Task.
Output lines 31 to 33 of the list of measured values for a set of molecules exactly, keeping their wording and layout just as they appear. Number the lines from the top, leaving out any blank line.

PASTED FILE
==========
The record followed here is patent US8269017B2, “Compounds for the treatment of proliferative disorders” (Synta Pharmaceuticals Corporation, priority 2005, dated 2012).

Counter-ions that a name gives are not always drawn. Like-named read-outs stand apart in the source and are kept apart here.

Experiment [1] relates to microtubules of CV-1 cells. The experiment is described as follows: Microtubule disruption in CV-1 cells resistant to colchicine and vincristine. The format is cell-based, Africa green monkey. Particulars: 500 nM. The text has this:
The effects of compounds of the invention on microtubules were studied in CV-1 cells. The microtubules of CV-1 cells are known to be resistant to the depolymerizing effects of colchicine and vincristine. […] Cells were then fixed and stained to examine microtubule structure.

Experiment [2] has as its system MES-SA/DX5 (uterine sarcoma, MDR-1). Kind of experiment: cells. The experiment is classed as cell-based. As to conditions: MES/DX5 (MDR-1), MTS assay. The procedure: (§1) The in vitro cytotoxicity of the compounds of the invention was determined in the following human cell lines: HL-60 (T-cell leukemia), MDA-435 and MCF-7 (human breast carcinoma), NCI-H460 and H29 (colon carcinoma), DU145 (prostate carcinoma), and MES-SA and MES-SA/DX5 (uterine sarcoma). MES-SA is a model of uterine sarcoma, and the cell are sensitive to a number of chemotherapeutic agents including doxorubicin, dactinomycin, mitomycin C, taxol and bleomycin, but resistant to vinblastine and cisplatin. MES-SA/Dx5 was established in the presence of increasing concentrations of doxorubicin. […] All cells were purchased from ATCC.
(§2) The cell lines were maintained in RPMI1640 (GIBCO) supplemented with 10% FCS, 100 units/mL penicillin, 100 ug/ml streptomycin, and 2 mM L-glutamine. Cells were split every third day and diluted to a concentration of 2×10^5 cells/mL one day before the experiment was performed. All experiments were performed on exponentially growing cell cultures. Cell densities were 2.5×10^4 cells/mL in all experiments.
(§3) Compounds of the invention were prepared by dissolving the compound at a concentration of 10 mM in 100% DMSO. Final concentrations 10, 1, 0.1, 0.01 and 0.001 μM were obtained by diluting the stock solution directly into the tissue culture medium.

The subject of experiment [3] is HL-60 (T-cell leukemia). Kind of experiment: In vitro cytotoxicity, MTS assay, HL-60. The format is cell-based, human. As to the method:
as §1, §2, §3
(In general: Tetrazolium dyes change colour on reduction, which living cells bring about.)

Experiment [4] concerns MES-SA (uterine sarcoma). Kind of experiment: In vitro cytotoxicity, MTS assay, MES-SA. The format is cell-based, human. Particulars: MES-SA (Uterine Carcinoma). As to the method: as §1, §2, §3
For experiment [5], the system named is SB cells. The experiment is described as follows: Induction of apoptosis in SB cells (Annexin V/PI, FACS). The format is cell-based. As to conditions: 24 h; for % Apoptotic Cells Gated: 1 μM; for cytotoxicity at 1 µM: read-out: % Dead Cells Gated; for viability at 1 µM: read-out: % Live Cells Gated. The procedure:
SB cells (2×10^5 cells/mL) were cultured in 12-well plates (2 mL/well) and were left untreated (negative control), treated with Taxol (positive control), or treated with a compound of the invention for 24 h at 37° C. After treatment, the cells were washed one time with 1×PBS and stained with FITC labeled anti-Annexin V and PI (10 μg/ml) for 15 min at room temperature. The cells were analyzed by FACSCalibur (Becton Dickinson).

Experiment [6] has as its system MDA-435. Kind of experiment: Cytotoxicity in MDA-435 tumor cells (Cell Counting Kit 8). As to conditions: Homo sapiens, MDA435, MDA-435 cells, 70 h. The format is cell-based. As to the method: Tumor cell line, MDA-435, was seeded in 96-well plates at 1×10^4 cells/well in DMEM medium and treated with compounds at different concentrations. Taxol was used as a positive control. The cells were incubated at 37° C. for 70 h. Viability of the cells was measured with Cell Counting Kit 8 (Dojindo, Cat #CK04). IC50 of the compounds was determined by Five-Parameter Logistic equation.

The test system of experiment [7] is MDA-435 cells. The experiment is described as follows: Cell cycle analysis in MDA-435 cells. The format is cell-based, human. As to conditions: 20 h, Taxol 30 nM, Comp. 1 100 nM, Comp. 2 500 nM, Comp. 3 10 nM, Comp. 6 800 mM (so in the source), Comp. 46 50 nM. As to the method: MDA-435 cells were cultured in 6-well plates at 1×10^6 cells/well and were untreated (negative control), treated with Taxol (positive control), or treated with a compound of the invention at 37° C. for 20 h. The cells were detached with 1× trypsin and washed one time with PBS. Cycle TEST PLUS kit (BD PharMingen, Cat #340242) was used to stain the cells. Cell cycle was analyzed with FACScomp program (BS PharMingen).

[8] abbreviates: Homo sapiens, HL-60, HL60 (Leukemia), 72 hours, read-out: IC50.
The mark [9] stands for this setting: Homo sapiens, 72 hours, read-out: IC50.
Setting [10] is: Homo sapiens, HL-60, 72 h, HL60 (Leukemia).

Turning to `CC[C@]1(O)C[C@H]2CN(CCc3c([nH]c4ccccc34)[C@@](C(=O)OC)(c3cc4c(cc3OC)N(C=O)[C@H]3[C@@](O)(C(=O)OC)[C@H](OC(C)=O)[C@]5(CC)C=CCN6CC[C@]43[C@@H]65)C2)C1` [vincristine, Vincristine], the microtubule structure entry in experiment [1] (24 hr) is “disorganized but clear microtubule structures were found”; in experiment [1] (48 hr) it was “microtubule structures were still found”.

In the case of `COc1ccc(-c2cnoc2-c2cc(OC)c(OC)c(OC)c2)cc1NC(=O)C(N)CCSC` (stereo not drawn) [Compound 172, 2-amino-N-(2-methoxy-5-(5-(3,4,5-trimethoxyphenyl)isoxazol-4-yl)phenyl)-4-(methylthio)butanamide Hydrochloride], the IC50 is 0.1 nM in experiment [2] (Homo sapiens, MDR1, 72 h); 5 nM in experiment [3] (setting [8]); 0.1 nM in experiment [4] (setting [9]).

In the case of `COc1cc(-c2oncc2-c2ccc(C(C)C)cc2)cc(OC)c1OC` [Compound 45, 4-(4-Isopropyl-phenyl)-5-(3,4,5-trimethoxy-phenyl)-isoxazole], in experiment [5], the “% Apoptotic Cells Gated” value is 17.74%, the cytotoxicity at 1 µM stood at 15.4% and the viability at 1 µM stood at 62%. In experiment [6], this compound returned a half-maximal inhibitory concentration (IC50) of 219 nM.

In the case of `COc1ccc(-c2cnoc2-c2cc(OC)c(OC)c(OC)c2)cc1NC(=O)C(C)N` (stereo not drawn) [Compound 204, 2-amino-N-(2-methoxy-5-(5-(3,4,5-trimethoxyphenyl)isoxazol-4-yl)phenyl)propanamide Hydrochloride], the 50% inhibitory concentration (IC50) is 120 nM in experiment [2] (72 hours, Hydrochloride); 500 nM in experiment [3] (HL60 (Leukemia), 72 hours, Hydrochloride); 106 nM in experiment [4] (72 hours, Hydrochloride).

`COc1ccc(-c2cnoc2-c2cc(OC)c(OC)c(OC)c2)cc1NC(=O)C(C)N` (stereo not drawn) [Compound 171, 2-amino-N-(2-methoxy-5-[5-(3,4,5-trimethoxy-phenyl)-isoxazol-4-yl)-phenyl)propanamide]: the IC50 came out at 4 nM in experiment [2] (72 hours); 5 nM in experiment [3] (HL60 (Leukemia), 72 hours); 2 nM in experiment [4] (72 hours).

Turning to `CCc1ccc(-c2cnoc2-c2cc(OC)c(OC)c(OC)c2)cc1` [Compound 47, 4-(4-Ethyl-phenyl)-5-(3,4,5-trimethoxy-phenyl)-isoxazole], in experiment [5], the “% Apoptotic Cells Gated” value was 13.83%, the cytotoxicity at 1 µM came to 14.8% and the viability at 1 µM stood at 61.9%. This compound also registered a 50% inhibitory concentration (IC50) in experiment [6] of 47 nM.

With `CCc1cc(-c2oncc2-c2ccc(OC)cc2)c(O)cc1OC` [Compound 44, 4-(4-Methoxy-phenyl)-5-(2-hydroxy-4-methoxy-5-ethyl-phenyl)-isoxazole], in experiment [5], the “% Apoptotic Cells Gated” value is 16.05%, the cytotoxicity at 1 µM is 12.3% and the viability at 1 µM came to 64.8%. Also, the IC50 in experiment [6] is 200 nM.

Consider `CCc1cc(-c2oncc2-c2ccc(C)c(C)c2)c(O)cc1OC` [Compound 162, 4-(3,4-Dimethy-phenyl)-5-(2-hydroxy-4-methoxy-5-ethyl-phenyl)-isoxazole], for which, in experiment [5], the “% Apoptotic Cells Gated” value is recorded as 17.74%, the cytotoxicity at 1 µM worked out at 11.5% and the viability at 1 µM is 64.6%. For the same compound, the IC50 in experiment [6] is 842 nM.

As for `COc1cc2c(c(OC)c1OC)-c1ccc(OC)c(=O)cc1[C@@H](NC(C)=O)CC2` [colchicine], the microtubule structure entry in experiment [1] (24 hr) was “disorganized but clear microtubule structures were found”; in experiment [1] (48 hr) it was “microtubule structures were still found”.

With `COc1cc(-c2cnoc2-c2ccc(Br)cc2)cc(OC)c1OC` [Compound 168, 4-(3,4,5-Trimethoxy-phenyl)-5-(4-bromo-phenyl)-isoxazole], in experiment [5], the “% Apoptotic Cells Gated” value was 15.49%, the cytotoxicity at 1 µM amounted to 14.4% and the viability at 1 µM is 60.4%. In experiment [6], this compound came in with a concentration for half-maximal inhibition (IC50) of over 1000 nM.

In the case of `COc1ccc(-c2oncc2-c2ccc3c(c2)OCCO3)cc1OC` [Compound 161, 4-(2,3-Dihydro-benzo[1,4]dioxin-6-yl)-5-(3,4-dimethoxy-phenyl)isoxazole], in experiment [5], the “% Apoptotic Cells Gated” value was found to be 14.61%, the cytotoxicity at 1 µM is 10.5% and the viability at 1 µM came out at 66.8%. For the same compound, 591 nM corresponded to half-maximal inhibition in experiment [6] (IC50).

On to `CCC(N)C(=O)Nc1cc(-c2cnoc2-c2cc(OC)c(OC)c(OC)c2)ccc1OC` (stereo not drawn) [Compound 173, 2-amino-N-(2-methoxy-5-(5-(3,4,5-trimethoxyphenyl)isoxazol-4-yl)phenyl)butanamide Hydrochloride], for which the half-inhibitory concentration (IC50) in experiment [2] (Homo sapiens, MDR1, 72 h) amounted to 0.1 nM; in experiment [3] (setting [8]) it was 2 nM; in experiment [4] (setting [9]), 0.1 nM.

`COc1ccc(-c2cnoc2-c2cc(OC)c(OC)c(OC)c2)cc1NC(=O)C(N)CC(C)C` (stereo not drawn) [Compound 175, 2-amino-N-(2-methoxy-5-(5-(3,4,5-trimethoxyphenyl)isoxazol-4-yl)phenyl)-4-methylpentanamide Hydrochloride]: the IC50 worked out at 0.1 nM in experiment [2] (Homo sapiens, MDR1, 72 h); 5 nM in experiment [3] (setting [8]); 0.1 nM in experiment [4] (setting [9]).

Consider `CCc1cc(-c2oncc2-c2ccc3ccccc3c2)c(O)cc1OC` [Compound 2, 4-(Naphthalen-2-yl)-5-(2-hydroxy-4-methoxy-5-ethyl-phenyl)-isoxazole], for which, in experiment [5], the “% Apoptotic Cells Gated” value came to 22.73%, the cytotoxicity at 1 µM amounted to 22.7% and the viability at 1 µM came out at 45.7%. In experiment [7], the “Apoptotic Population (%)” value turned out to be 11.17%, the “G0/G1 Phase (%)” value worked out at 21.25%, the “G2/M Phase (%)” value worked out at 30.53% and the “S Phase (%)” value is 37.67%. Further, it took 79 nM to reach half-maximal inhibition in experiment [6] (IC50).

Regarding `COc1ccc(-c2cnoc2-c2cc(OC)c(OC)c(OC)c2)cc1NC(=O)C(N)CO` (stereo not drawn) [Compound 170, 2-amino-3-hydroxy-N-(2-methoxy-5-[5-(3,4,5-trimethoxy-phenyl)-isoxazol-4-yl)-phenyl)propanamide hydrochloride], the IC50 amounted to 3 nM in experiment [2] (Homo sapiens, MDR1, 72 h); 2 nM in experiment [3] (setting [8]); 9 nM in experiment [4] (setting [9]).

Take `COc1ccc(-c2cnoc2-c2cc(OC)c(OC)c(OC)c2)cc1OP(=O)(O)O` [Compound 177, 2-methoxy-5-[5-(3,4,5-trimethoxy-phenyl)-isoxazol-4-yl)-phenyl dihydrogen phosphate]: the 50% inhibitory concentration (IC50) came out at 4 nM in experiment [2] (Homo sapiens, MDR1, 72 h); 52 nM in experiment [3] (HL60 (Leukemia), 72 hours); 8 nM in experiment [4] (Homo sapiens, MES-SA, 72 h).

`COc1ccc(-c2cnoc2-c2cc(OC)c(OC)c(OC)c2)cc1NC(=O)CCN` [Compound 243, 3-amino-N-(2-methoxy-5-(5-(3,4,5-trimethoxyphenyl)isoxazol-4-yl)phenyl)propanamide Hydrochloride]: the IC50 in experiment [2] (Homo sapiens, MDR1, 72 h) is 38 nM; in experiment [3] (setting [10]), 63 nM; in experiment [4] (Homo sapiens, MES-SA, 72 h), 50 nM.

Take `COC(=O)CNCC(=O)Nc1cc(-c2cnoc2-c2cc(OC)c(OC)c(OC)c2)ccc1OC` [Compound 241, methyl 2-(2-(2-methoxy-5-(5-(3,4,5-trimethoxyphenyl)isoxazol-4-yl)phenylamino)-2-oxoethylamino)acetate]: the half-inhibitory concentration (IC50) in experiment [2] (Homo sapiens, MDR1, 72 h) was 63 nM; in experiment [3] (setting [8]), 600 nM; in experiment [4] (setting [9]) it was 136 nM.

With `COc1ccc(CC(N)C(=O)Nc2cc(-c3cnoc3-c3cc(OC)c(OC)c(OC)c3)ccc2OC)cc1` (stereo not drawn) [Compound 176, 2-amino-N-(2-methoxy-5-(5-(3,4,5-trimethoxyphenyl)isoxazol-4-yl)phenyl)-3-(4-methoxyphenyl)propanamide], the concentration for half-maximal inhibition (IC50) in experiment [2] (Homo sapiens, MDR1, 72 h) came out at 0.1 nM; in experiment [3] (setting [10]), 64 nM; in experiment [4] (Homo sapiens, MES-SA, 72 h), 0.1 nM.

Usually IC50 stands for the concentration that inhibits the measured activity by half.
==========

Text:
`COc1ccc(-c2cnoc2-c2cc(OC)c(OC)c(OC)c2)cc1NC(=O)C(N)CC(C)C` (stereo not drawn) [Compound 175, 2-amino-N-(2-methoxy-5-(5-(3,4,5-trimethoxyphenyl)isoxazol-4-yl)phenyl)-4-methylpentanamide Hydrochloride]: the IC50 worked out at 0.1 nM in experiment [2] (Homo sapiens, MDR1, 72 h); 5 nM in experiment [3] (setting [8]); 0.1 nM in experiment [4] (setting [9]).

Consider `CCc1cc(-c2oncc2-c2ccc3ccccc3c2)c(O)cc1OC` [Compound 2, 4-(Naphthalen-2-yl)-5-(2-hydroxy-4-methoxy-5-ethyl-phenyl)-isoxazole], for which, in experiment [5], the “% Apoptotic Cells Gated” value came to 22.73%, the cytotoxicity at 1 µM amounted to 22.7% and the viability at 1 µM came out at 45.7%. In experiment [7], the “Apoptotic Population (%)” value turned out to be 11.17%, the “G0/G1 Phase (%)” value worked out at 21.25%, the “G2/M Phase (%)” value worked out at 30.53% and the “S Phase (%)” value is 37.67%. Further, it took 79 nM to reach half-maximal inhibition in experiment [6] (IC50).

Regarding `COc1ccc(-c2cnoc2-c2cc(OC)c(OC)c(OC)c2)cc1NC(=O)C(N)CO` (stereo not drawn) [Compound 170, 2-amino-3-hydroxy-N-(2-methoxy-5-[5-(3,4,5-trimethoxy-phenyl)-isoxazol-4-yl)-phenyl)propanamide hydrochloride], the IC50 amounted to 3 nM in experiment [2] (Homo sapiens, MDR1, 72 h); 2 nM in experiment [3] (setting [8]); 9 nM in experiment [4] (setting [9]).